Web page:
“You will be a devising a statistical analysis report using information from NDAs and performing various experimental trials utilizing HPLC and HDX.” This is what I was told on the first day of my internship at the FDA Center for Drug Evaluation and Research (CDER) in St. Louis, MO. This is not a joke, and I give you full permission to go ahead and read those first two sentences one more time. Now, if you are wondering what an NDA is or what HPLC stands for, and you are feeling this instinctual need to open Google, then you are absolutely NOT alone. First, let me start with how exactly I ended up 837 miles away from my home in Virginia, to a conference room in government research lab trying to hide my fear and confusion behind a rather unconvincing smile and nodding motion in front of my new employer.
I began my hunt for a summer internship around the end of last fall semester, and started by updating my resume and cover letters, requesting transcripts from Enrollment Services, and asking professors and employers to write letters of recommendation. I want to warn you all this “hunting” is not for the weary, and that it can and did lead to a lot of really awkward conversations with potential employers at job fairs on campus, hours of sifting through job search engines looking for an internship that sounded interesting AND which I was qualified for, and application deadlines that always seemed to be have been missed by just a single day. My Holy Grail of an internship wasn’t discovered until after a former student had been invited to speak to the engineering students about their work with the FDA. This had inspired me to apply, and I quickly added the FDA to a list of at least 15 other organizations that I now had to anxiously await a response. After a phone interview and a few indecisive weeks later, I decided to take the position in St. Louis and begin my summer of adventure in a new and unfamiliar city all on my own.
Now, as you could probably assume from my first few opening lines, St. Louis has been NOTHING I expected it to be. Quite honestly, I was convinced during my first week in Missouri that I had made a horrible decision and that I was going to have to devise some sort of eccentric plan in order to get back to the East Coast. But to make a long story short, after my initial week of fear and nervousness, I decided it was time to plunge head-first into the Midwest culture that was surrounding me at all times. This of course is not a challenge I would recommend taking on alone, and my transformation would definitely not be complete without the help of some of the most spontaneous, cheese-loving weirdos I have ever met in my life. I owe to them the confidence I gain each week and this confidence has allowed me to not only enjoy but excel in the work that I am doing here.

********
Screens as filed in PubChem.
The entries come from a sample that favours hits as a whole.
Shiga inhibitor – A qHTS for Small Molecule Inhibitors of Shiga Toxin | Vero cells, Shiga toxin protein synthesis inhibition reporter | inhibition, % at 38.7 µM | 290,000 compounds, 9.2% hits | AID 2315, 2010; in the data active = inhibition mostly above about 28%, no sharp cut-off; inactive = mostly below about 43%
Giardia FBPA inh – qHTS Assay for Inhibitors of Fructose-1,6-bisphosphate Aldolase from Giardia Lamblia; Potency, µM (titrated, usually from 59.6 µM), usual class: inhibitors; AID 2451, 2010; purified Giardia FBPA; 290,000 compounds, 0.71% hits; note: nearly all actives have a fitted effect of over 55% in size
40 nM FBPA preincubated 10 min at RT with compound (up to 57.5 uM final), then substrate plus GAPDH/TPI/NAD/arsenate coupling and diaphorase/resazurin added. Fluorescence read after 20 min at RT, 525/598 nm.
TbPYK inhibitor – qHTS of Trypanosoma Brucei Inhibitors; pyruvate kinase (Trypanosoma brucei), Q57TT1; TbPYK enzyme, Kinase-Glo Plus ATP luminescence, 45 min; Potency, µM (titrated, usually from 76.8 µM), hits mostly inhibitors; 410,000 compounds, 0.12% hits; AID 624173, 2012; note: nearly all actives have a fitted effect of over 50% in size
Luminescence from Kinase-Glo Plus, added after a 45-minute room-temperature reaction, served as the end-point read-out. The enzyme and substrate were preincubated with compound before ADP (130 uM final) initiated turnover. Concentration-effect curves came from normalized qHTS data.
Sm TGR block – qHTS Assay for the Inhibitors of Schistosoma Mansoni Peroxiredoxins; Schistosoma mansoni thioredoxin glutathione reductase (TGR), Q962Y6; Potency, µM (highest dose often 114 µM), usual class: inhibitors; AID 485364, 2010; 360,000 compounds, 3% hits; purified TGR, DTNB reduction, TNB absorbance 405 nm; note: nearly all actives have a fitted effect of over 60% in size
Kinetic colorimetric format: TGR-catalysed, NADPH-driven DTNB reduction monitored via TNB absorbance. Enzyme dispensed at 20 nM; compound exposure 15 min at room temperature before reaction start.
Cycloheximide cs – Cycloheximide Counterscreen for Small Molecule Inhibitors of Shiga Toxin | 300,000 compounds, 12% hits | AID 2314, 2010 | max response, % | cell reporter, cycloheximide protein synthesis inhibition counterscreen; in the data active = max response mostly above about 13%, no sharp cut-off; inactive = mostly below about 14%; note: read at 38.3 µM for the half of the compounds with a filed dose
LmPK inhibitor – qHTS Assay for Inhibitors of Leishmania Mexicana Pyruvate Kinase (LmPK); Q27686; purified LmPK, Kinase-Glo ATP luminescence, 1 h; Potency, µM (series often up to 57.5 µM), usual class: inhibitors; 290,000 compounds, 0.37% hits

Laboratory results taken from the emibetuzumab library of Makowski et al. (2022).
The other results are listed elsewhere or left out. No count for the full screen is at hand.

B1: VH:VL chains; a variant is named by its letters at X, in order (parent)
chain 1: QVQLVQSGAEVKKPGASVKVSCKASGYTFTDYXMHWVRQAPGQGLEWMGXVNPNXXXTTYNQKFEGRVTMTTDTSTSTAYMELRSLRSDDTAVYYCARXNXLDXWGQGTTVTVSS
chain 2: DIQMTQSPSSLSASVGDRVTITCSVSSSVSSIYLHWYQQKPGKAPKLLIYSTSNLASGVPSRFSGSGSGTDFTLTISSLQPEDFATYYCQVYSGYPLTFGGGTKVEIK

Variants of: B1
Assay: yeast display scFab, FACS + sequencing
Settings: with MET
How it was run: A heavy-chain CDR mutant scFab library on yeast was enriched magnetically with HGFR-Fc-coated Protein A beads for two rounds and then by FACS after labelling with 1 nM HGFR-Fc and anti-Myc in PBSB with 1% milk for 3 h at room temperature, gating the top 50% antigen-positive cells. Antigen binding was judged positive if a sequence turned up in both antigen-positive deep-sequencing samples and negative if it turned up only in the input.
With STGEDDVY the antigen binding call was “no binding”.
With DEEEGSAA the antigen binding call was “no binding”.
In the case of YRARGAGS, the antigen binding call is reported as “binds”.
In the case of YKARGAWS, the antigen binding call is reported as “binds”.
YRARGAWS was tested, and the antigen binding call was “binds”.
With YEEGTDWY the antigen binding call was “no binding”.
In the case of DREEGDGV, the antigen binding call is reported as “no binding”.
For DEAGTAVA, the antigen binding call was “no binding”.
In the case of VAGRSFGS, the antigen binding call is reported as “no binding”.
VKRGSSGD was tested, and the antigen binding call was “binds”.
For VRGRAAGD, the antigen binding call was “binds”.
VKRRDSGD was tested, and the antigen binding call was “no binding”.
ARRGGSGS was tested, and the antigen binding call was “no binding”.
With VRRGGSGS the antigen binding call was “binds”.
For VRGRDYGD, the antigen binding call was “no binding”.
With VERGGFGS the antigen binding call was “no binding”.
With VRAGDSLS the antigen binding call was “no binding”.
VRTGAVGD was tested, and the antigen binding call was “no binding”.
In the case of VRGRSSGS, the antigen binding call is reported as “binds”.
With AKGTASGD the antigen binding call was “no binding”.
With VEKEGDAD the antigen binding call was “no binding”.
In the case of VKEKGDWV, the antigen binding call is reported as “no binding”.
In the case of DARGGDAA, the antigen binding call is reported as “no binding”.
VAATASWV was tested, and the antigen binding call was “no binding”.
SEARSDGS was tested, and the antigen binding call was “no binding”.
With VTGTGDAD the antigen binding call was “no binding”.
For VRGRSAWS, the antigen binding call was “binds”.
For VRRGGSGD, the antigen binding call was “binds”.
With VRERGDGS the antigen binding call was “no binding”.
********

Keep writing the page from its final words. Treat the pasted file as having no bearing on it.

With only about 3 weeks left to my internship, I can say with complete pride and excitement that I have opened up a place in my heart for St. Louis. I have learned more than I had ever expected, and I have met some of the most brilliant people in and out of the lab. The team of researchers I work for at the FDA are unbelievably supportive and I cannot properly express how inspirational of an opportunity this internship has been for me.
So as I wrap up this blog I would like to share a little bit of my newly founded Missouri wisdom and advice I have learned from this entire journey: 1. Never convince yourself that you are not talented enough, 2. Don’t be close-minded about new places and people, and 3. Always, Always, Always GO CARDS!
Morgan is a junior Biomedical Engineering Major from Stafford, Virginia. When asked about her favorite aspect of CUA, her immediate response is, “The professors and the students! CUA is an extremely supportive campus!” A little-known fact about Morgan is that she’s danced in the Macy’s Day Parade with Joan Jett.